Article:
The business is giving exhibitions of baseball, which are purely state affairs. It is true that, in order to attain for these exhibitions the great popularity that they have achieved, competitions must be arranged between clubs from different cities and states. But the fact that, in order to give the exhibitions, the Leagues must induce free persons to cross state lines and must arrange and pay for their doing so is not enough to change the character of the business. According to the distinction insisted upon in Hooper v. California, 155 U. S. 648, 155 U. S. 655, the transport is a mere incident, not the essential thing. That to which it is incident, the exhibition, although made for money, would not be called trade of commerce in the commonly accepted use of those words. As it is put by defendant, personal effort not related to production is not a subject of commerce. That which in its consummation is not commerce does not become commerce among the states because the transportation that we have mentioned takes place. To repeat the illustrations given by the court below, a firm of lawyers sending out a member to argue a case, or the Chautauqua lecture bureau sending out lecturers, does not engage in such commerce because the lawyer or lecturer goes to another state.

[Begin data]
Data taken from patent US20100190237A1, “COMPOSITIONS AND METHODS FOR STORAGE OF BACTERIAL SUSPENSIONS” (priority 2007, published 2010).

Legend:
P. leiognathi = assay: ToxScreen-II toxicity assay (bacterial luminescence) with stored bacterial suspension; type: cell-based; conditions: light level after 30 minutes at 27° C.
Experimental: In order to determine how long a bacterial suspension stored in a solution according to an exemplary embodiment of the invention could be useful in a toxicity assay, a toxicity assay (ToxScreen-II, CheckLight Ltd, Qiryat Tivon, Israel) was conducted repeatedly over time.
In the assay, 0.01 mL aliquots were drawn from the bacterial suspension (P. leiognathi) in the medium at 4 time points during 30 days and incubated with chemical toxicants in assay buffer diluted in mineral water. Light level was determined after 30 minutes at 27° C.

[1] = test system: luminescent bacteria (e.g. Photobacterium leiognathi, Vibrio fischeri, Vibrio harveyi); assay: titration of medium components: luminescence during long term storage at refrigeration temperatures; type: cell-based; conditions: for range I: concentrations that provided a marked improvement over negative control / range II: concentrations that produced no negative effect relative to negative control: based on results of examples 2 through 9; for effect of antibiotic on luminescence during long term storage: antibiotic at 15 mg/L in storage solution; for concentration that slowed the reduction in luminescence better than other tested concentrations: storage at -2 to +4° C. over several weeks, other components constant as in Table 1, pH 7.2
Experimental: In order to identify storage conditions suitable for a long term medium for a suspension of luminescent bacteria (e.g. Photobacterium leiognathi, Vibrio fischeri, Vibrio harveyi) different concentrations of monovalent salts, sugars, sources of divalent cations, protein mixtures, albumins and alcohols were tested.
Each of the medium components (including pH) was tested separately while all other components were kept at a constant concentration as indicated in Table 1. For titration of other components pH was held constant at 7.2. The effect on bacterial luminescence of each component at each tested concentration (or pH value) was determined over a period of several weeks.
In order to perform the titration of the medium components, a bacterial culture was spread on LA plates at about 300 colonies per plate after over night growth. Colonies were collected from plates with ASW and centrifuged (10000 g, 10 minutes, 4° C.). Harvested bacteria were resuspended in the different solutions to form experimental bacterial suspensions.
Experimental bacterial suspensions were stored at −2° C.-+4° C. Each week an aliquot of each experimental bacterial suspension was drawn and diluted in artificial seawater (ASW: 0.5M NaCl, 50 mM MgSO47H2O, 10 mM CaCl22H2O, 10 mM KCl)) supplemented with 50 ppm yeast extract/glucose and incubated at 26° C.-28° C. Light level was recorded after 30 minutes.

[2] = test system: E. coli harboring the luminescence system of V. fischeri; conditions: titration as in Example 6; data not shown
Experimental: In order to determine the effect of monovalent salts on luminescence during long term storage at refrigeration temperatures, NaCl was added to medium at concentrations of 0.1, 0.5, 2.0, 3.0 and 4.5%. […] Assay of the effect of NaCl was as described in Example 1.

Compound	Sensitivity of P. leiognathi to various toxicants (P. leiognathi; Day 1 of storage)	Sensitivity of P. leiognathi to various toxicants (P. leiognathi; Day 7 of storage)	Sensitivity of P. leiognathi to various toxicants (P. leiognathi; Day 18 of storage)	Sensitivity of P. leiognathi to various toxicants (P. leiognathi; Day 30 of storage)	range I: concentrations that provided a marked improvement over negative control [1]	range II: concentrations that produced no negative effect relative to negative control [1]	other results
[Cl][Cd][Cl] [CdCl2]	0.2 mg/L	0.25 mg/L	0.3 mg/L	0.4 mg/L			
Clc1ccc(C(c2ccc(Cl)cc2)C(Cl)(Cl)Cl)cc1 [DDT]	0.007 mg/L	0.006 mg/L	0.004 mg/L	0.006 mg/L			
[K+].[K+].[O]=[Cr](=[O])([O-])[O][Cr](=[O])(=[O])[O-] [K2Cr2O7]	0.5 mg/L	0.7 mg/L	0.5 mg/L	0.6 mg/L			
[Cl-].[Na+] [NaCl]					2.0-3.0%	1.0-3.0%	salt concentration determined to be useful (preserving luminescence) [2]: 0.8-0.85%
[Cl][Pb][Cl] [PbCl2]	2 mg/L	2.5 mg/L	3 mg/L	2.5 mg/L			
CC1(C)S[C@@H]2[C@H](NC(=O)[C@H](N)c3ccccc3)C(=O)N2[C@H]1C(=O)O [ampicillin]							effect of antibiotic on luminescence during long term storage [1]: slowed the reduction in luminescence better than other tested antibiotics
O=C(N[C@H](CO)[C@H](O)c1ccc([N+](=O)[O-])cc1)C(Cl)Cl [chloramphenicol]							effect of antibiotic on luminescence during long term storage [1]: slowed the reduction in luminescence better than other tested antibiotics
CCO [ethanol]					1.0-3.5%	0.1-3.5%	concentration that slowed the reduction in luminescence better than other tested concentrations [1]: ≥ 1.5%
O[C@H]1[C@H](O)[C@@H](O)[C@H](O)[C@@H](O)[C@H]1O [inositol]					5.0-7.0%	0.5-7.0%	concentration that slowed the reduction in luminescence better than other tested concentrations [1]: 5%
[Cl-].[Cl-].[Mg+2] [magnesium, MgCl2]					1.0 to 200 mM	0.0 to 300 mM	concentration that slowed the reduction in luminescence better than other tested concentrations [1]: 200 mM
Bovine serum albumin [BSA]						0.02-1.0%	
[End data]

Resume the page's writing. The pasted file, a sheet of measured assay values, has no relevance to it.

If we are right, the plaintiff’s business is to be described in the same way, and the restrictions by contract that prevented the plaintiff from getting players to break their bargains and the other conduct charged against the defendants were not an interference with commerce among the states.
On this day in 1830, the British engineer Edwin Budding signed a contract for the mass production of his invention, the lawnmower. According to the terms of the contract, Budding shared of his profits with an investor named John Ferrabee who paid for the expense of patenting and manufacturing the mowers. Their first customer was Regent’s Park Zoo in London.